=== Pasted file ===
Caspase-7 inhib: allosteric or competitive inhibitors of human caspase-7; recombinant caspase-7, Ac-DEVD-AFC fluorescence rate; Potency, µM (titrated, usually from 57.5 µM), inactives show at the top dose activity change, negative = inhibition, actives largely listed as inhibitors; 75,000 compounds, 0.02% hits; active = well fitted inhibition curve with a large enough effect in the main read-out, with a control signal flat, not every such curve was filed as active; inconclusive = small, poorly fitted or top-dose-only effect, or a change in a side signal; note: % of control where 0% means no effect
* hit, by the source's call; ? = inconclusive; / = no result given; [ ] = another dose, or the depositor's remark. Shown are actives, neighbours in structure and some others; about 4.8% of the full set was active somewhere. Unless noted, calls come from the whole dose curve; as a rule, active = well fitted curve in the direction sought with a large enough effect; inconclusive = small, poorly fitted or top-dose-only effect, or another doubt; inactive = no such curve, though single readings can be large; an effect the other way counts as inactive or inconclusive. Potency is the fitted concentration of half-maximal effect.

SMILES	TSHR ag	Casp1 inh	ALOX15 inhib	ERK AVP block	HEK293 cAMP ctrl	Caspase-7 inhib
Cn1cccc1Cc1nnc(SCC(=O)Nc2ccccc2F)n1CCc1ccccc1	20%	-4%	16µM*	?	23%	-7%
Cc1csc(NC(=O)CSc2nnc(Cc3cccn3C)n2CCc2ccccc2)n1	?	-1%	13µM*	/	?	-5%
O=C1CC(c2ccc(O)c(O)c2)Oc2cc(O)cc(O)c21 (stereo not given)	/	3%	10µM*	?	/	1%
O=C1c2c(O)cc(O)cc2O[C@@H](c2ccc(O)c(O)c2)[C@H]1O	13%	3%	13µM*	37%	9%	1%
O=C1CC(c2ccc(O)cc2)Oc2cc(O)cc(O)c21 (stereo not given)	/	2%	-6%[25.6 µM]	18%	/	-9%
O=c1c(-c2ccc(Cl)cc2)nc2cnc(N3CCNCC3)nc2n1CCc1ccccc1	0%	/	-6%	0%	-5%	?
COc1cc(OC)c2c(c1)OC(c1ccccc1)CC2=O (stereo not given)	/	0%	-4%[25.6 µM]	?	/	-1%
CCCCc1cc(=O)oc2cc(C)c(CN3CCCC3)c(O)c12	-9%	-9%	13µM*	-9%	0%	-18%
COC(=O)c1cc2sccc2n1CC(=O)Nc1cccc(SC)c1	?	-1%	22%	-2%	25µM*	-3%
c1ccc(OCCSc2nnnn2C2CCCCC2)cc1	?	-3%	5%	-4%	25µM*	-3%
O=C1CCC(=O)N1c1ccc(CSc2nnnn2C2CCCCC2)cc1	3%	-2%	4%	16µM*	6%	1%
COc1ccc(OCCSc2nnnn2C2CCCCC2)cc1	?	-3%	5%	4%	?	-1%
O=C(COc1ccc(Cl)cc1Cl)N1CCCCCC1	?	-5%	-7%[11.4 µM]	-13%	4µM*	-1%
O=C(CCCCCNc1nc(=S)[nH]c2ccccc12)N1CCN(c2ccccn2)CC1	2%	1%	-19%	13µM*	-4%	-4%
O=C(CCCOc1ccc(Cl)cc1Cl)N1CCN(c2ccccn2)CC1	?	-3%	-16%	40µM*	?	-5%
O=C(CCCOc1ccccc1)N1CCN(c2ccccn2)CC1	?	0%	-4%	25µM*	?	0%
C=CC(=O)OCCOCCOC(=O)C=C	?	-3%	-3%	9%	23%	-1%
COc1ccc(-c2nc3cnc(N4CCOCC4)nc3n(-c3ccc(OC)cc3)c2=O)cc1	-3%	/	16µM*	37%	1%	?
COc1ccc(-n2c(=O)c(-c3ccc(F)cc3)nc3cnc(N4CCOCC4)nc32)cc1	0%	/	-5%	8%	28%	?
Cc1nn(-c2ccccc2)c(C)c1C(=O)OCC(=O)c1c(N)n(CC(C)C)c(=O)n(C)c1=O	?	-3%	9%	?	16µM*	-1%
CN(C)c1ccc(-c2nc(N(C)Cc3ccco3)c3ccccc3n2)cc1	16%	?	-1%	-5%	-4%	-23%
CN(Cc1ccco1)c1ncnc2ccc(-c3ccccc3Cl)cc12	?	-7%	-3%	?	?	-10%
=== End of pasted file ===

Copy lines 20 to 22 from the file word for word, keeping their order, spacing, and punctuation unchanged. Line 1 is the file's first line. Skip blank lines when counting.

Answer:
C=CC(=O)OCCOCCOC(=O)C=C	?	-3%	-3%	9%	23%	-1%
COc1ccc(-c2nc3cnc(N4CCOCC4)nc3n(-c3ccc(OC)cc3)c2=O)cc1	-3%	/	16µM*	37%	1%	?
COc1ccc(-n2c(=O)c(-c3ccc(F)cc3)nc3cnc(N4CCOCC4)nc32)cc1	0%	/	-5%	8%	28%	?